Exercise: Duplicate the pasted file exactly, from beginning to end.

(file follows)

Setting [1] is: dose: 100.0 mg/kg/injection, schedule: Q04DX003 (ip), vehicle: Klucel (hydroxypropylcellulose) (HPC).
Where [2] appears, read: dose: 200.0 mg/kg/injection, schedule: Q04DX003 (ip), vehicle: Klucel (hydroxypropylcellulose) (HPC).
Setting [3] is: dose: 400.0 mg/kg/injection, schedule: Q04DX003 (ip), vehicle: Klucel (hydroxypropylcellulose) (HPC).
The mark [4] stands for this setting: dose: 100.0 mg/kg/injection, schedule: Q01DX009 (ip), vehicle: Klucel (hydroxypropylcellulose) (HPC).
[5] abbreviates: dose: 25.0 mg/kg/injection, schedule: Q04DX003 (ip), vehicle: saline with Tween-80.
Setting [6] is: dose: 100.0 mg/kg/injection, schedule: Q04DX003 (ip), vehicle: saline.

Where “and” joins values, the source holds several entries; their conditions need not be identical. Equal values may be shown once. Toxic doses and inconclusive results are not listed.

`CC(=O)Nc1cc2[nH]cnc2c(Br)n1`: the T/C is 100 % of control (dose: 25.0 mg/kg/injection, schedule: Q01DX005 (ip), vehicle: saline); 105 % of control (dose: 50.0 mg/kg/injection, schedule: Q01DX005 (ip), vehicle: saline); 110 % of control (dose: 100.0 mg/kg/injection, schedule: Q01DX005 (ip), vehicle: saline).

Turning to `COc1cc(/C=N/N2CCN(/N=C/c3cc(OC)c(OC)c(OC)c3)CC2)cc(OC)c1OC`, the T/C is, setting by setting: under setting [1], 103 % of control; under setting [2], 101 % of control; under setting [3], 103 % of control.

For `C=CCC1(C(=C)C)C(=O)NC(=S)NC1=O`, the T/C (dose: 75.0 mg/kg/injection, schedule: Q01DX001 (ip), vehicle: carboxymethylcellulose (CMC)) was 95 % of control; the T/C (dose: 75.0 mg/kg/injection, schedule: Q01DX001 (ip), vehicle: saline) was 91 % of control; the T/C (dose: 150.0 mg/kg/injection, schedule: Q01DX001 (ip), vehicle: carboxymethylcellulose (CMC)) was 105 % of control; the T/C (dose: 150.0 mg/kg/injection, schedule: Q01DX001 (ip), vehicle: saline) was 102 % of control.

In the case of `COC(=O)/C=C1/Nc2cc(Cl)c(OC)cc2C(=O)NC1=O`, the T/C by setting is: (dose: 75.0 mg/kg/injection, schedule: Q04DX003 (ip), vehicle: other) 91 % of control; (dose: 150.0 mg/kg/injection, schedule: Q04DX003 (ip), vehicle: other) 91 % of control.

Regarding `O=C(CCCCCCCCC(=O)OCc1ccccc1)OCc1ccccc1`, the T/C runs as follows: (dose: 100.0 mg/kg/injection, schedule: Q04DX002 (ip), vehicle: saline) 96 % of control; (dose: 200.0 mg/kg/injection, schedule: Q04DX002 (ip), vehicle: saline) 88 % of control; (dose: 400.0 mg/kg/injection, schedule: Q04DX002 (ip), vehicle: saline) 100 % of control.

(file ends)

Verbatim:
Setting [1] is: dose: 100.0 mg/kg/injection, schedule: Q04DX003 (ip), vehicle: Klucel (hydroxypropylcellulose) (HPC).
Where [2] appears, read: dose: 200.0 mg/kg/injection, schedule: Q04DX003 (ip), vehicle: Klucel (hydroxypropylcellulose) (HPC).
Setting [3] is: dose: 400.0 mg/kg/injection, schedule: Q04DX003 (ip), vehicle: Klucel (hydroxypropylcellulose) (HPC).
The mark [4] stands for this setting: dose: 100.0 mg/kg/injection, schedule: Q01DX009 (ip), vehicle: Klucel (hydroxypropylcellulose) (HPC).
[5] abbreviates: dose: 25.0 mg/kg/injection, schedule: Q04DX003 (ip), vehicle: saline with Tween-80.
Setting [6] is: dose: 100.0 mg/kg/injection, schedule: Q04DX003 (ip), vehicle: saline.

Where “and” joins values, the source holds several entries; their conditions need not be identical. Equal values may be shown once. Toxic doses and inconclusive results are not listed.

`CC(=O)Nc1cc2[nH]cnc2c(Br)n1`: the T/C is 100 % of control (dose: 25.0 mg/kg/injection, schedule: Q01DX005 (ip), vehicle: saline); 105 % of control (dose: 50.0 mg/kg/injection, schedule: Q01DX005 (ip), vehicle: saline); 110 % of control (dose: 100.0 mg/kg/injection, schedule: Q01DX005 (ip), vehicle: saline).

Turning to `COc1cc(/C=N/N2CCN(/N=C/c3cc(OC)c(OC)c(OC)c3)CC2)cc(OC)c1OC`, the T/C is, setting by setting: under setting [1], 103 % of control; under setting [2], 101 % of control; under setting [3], 103 % of control.

For `C=CCC1(C(=C)C)C(=O)NC(=S)NC1=O`, the T/C (dose: 75.0 mg/kg/injection, schedule: Q01DX001 (ip), vehicle: carboxymethylcellulose (CMC)) was 95 % of control; the T/C (dose: 75.0 mg/kg/injection, schedule: Q01DX001 (ip), vehicle: saline) was 91 % of control; the T/C (dose: 150.0 mg/kg/injection, schedule: Q01DX001 (ip), vehicle: carboxymethylcellulose (CMC)) was 105 % of control; the T/C (dose: 150.0 mg/kg/injection, schedule: Q01DX001 (ip), vehicle: saline) was 102 % of control.

In the case of `COC(=O)/C=C1/Nc2cc(Cl)c(OC)cc2C(=O)NC1=O`, the T/C by setting is: (dose: 75.0 mg/kg/injection, schedule: Q04DX003 (ip), vehicle: other) 91 % of control; (dose: 150.0 mg/kg/injection, schedule: Q04DX003 (ip), vehicle: other) 91 % of control.

Regarding `O=C(CCCCCCCCC(=O)OCc1ccccc1)OCc1ccccc1`, the T/C runs as follows: (dose: 100.0 mg/kg/injection, schedule: Q04DX002 (ip), vehicle: saline) 96 % of control; (dose: 200.0 mg/kg/injection, schedule: Q04DX002 (ip), vehicle: saline) 88 % of control; (dose: 400.0 mg/kg/injection, schedule: Q04DX002 (ip), vehicle: saline) 100 % of control.